5. This pre-processed file is passed to ctfstabs along with the .o file.

ctfstabs reads the input offsets file, and for each entry, looks up the relevant value in the CTF data contained in the .o file passed to it. It has two output modes (which I'll come to shortly), and in this case we are using the genassym driver to output the C header. As you can see, this is a fairly simple process of processing each line of the input and looking up the type data in the CTF contained in the .o file.

A similar process is used for generating forth debug files for use when debugging the kernel via the SPARC PROM. This takes a different format of offsets file more appropriate to generating the forth debug macros, described in the forth driver.

To finish off the output header, the output from a small program called genassym (or, on SPARC, genconst) is appended. It contains a bunch of printfs of constants. A lot of those don't actually need to be there since they're simple constant defines, and the assembly file could just include the right header, but others are still there for reasons such as:

  • The macros which hide assembler syntax differences such as _MUL aren't implemented for the C compiler
  • The value is an enum type, which ctfstabs doesn't support
  • The constant is a complicated composed macro that the assembler can't grok

and other reasons. Whilst a lot of these could be cleaned up and removed from these files, it's probably not worth the development effort except as a gradual change.


Resource management of services

Nov 19, 2005
SMF introduced the notion of a service as a first-order object in the Solaris OS. Thus, you have administration interfaces capable of dealing with services (as opposed to the implicit service represented by a set of processes, for example). It doesn't seem very well known, but as Stephen Hahn mentions, this also applies to the resource management facilities of Solaris.

A service can be bound to a project (as well as a resource pool, which I won't go into here). This allows us to add resource controls to the project which will apply to the service as a whole, which is significantly more reliable and usable than trying to deal with individual daemons etc. Unfortunately, it's not as obvious to set up as it should be (of which more later), so here's a simple walkthrough.

We're going to set up a simple 'forkbomb' service, which simply runs this program:

#include <unistd.h>
#include <stdlib.h>

int main()
        int first = 1;
        while (1) {
                if (fork() > 0 && first)
                first = 0;

If you try running this program in an environment lacking resource controls, don't expect to be able to do much to your box except reboot it. Note the first parent does an exit(0) so that SMF doesn't think the service has failed (since we'll be a standard contract service). Here's the SMF manifest for our service:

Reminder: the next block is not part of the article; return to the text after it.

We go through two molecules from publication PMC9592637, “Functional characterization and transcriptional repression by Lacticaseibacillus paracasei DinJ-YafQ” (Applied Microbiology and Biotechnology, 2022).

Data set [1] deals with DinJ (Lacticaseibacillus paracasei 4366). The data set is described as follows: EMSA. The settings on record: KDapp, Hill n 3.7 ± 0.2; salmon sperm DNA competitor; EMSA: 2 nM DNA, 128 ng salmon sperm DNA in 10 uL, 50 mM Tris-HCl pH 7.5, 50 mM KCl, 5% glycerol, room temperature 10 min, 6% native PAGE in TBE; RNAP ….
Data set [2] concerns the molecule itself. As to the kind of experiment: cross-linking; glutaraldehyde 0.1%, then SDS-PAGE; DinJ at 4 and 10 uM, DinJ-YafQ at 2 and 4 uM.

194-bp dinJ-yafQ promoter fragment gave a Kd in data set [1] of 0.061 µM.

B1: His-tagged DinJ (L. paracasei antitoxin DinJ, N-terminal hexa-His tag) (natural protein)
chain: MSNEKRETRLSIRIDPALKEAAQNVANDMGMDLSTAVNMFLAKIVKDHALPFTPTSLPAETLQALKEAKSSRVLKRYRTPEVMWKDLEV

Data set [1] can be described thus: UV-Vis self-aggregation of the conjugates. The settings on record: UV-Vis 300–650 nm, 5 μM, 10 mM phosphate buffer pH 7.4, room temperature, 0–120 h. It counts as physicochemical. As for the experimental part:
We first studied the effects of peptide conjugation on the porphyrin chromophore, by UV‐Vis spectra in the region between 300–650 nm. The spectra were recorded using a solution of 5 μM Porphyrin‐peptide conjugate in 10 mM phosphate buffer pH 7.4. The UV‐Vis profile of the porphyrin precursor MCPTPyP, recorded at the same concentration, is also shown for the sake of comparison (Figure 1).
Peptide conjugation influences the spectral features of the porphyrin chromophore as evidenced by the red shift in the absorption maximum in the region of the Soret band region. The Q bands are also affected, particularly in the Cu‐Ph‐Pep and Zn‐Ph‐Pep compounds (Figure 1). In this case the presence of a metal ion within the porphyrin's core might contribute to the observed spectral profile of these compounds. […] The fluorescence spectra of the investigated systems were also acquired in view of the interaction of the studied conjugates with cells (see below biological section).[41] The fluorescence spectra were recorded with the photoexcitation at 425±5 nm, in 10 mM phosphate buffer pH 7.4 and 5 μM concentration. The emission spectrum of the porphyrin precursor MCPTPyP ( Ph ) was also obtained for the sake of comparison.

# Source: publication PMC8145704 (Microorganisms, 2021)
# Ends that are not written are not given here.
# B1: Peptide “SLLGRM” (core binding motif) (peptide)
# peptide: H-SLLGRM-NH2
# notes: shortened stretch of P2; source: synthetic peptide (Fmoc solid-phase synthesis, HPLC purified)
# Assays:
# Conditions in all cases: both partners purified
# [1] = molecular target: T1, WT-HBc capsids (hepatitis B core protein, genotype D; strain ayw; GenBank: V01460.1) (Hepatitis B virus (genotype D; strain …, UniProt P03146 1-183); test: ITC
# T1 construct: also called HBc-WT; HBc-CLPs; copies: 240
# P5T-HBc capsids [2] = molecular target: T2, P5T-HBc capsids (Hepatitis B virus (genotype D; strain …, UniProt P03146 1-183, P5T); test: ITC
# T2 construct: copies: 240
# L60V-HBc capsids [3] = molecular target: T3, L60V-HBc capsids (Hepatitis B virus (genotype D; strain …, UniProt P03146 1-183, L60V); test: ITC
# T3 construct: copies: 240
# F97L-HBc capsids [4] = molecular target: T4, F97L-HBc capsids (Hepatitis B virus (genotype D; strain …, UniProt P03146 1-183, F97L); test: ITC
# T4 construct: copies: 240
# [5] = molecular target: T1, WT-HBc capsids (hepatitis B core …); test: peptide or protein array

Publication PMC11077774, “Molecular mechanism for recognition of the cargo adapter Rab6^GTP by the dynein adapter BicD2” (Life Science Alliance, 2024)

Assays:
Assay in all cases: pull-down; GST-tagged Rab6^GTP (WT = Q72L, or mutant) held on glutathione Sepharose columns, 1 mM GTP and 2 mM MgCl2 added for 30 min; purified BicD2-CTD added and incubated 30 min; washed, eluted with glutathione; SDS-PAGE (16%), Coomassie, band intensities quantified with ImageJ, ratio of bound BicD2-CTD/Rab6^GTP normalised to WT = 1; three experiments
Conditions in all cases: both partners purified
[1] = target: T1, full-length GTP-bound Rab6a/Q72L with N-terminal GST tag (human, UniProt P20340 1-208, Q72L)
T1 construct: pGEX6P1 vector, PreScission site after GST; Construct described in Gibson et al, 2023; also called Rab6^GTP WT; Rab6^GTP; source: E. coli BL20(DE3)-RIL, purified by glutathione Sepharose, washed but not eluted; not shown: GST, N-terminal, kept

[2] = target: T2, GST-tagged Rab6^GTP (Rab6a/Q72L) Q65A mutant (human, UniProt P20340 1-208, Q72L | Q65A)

<?xml version="1.0"?>
<!DOCTYPE service_bundle SYSTEM "/usr/share/lib/xml/dtd/service_bundle.dtd.1">
<service_bundle type='manifest' name='forkbomb'>
<service name='application/forkbomb' type='service' version='1'>
                <method_context project='forkbomb'>
                        <method_credential user='root' />

        <instance name='default' enabled='false' />

Note that as well as setting the project in the method context, we've set a method credential; this is a workaround for a problem I'll come to later. Now we need to create the 'forkbomb' project for the service:

# projadd -K 'project.max-lwps=(privileged,100,deny)' forkbomb

Alternatively we could create a new user for the service to use, set the method credential to use that user, then change our 'forkbomb' project to allow the user to join it. It's important to note that this still works even for root, though, so that's what we've done here.

Finally, we can import the manifest as a service, then temporarily enable it (so it won't start next time we boot!):

# svccfg import /opt/forkbomb/manifest/forkbomb.xml
# svcadm enable -t forkbomb

The forkbomb is now running flat out, but under the constraints of the resource controls we set on its project. Thus we still have a running system, and have enough resources to disable our 'mis-behaving' service. Let's have a look at prstat:

Total: 148 processes, 266 lwps, load averages: 68.06, 20.50, 10.75
 21145 root      992K  244K run      1    0   0:00:03 1.4% forkbomb/1
 21132 root      992K  244K run     49    0   0:00:03 1.2% forkbomb/1
 21128 root      992K  244K run     31    0   0:00:03 1.1% forkbomb/1